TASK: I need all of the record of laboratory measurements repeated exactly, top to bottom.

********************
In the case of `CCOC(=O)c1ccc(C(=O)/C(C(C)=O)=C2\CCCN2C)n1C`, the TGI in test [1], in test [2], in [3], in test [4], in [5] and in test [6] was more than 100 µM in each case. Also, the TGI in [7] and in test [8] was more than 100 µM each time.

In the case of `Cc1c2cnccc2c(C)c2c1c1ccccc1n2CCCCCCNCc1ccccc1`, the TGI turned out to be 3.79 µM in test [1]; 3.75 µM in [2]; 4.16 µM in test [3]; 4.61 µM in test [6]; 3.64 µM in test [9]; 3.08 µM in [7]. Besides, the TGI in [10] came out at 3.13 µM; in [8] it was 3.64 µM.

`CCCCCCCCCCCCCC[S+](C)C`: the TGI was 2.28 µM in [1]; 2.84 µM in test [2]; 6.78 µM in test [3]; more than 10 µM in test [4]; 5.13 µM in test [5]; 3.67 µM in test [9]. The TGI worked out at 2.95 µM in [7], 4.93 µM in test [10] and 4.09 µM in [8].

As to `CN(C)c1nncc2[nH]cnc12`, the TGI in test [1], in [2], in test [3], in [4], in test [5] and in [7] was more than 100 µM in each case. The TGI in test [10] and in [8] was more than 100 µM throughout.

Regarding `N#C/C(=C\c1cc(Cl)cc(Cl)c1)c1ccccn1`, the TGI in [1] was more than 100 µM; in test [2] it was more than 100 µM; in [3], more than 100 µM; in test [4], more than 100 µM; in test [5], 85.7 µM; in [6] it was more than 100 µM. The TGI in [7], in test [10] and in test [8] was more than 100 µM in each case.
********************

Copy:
In the case of `CCOC(=O)c1ccc(C(=O)/C(C(C)=O)=C2\CCCN2C)n1C`, the TGI in test [1], in test [2], in [3], in test [4], in [5] and in test [6] was more than 100 µM in each case. Also, the TGI in [7] and in test [8] was more than 100 µM each time.

In the case of `Cc1c2cnccc2c(C)c2c1c1ccccc1n2CCCCCCNCc1ccccc1`, the TGI turned out to be 3.79 µM in test [1]; 3.75 µM in [2]; 4.16 µM in test [3]; 4.61 µM in test [6]; 3.64 µM in test [9]; 3.08 µM in [7]. Besides, the TGI in [10] came out at 3.13 µM; in [8] it was 3.64 µM.

`CCCCCCCCCCCCCC[S+](C)C`: the TGI was 2.28 µM in [1]; 2.84 µM in test [2]; 6.78 µM in test [3]; more than 10 µM in test [4]; 5.13 µM in test [5]; 3.67 µM in test [9]. The TGI worked out at 2.95 µM in [7], 4.93 µM in test [10] and 4.09 µM in [8].

As to `CN(C)c1nncc2[nH]cnc12`, the TGI in test [1], in [2], in test [3], in [4], in test [5] and in [7] was more than 100 µM in each case. The TGI in test [10] and in [8] was more than 100 µM throughout.

Regarding `N#C/C(=C\c1cc(Cl)cc(Cl)c1)c1ccccn1`, the TGI in [1] was more than 100 µM; in test [2] it was more than 100 µM; in [3], more than 100 µM; in test [4], more than 100 µM; in test [5], 85.7 µM; in [6] it was more than 100 µM. The TGI in [7], in test [10] and in test [8] was more than 100 µM in each case.